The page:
True History of the Kelly Gang

true_history_of_the_kelly_gang_ver3STARS2True History of the Kelly Gang begins with some text that reads: “Nothing you’re about to see is true.”  Yeah, so the title is made irrelevant within the first minute.  This western is based upon Peter Carey’s critically acclaimed 2000 novel about the very real Ned Kelly and his band of followers.  The admittedly honest warning ostensibly gives the author carte blanche to fabricate whatever he chooses.  I’m no expert on the biography of this man, but I was aware that certain facts were being distorted and other events completely invented.  I try not to fault movies for this.  I take even so-called “factual” accounts with a grain of salt, so I was ready to evaluate the drama’s ability to simply tell a compelling story. Unfortunately, even this imaginary memoir can only entertain in fits and starts.

I figure I should start with one undisputed fact about the man. “Ned Kelly (December 1854 – 11 November 1880) was an Australian bushranger, outlaw, gang leader and convicted police murderer.” — Wikipedia.  Actor George MacKay (Captain Fantastic, 1917) conveys the role with impressive intensity.  However, he doesn’t appear until later.  It’s in the beginning when we are introduced to Ned as a child where this saga truly captivates.  Special acknowledgment to casting directors Nikki Barrett and Des Hamilton for finding newcomer Orlando Schwerdt.  The talented actor gives the outlaw life as a youngster.  Schwerdt suggests his older counterpart in both appearance and temperament.  It’s here where we begin to understand Ned’s environment.  His ex-con father Red Kelly (Gentle Ben Corbett ) dies in prison after being jailed for poaching.  Mother Ellen (Essie Davis) succumbs to granting sexual favors to provide for her family.  The best scenes feature little Ned talking with a portly and grizzled Harry Power (Russell Crowe) a bushranger who becomes sort of a father figure to the boy.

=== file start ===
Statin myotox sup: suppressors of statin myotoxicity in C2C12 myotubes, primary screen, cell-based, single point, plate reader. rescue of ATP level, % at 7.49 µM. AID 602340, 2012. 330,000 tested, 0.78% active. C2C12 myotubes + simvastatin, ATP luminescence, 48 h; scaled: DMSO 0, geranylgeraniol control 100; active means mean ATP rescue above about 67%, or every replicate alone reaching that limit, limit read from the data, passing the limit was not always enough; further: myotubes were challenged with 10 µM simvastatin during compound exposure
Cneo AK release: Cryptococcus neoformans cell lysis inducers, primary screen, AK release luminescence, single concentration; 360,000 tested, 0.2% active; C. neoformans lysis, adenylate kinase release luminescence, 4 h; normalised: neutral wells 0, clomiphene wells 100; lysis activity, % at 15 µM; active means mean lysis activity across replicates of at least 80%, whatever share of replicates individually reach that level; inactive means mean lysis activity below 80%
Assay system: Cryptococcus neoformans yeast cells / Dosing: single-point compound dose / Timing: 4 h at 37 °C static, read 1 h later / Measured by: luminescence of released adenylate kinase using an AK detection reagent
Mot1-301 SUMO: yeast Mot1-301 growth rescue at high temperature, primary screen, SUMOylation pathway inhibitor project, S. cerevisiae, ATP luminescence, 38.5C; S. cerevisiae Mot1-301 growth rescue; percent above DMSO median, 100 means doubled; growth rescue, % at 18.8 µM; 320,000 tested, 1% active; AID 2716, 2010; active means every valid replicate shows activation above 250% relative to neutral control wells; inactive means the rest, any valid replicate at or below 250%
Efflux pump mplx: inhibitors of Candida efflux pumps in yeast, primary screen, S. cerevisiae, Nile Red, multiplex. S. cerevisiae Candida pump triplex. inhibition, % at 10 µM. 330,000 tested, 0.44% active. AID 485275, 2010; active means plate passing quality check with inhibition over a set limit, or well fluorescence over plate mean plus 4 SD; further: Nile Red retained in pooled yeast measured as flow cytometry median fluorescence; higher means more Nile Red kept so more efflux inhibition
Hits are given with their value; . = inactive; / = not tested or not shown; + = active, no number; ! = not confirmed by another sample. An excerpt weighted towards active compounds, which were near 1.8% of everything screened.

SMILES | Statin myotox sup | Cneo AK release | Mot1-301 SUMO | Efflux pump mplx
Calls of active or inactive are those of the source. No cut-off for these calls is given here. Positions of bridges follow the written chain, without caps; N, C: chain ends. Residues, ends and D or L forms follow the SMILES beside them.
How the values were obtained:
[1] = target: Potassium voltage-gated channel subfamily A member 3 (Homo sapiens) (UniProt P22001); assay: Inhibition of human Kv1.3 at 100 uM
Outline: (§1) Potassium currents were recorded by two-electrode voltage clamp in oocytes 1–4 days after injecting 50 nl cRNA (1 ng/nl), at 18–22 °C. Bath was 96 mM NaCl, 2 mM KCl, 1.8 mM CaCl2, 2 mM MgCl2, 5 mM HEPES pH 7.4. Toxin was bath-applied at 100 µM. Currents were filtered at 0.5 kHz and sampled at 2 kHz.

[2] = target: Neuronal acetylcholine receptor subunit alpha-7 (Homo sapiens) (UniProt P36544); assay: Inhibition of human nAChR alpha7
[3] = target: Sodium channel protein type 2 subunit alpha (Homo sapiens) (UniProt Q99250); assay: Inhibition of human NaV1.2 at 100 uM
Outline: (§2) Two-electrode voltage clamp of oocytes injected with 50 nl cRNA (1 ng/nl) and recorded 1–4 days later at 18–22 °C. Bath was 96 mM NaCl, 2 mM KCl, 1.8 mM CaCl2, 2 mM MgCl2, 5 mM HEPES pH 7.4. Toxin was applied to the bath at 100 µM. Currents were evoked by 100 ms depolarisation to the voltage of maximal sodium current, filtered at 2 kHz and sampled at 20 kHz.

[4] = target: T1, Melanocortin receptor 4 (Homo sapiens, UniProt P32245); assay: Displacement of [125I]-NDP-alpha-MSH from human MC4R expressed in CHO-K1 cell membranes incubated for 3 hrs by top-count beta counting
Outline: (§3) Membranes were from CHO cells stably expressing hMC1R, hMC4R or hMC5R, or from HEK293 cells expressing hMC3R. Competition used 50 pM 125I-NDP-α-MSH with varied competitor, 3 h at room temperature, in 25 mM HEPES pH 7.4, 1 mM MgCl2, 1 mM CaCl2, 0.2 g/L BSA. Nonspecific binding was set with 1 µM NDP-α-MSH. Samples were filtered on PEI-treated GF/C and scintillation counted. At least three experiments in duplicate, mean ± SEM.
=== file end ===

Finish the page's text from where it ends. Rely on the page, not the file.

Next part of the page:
Ned Kelly is one of those mythical outlaws like Jesse James or Billy the Kid — both lionized and vilified at various points.  Australia in the 19th century was a rough country populated by brutal individuals.  The screenplay upholds the idea that violence was ubiquitous, but it doesn’t give us anyone to root for.  George MacKay embodies the central personality as a product of his surroundings.  He exudes raw physicality, but he’s a man without a strong moral compass.  I’ll give the account some credit in that it doesn’t try to glorify a violent, unhinged criminal as some mythic hero.  However, this is entertainment and so it would be nice to have someone to champion.  Even the seemingly charming but corrupt Constable Fitzpatrick (Nicholas Hoult) is a detestable heel of a man.

Given the bleak atmosphere, I suspect adapting Peter Carey’s book would test any filmmaker.  The novel inserts random bits of fantasy that the script dutifully recreates.  Most memorably is the Sons of Sieve, a relentless army descended from Irish rebels who wear dresses to frighten their oppressors.  Wearing evening gowns into battle is to make their opponents think they are mad, but it introduces a lot of confusion (and questions) for the audience as well.  Such developments are symptomatic of the entire production.  Director Justin Kurzel’s movies (The Snowtown Murders, Macbeth, Assassin’s Creed) have been polarizing and this one is no different.  The quest to make a great Ned Kelly film has been ongoing ever since the release of the 1906 silent The Story of the Kelly Gang.  There have been so many others including portrayals in 1970 and 2003 by Mick Jagger and Heath Ledger respectively.  This is the 10th version.  Sadly the search continues.

2 Responses to “True History of the Kelly Gang”

  1. Too violent and a little trashy for me. Did not enjoy this, a couple of good performances though, mostly by the kid. 2 stars

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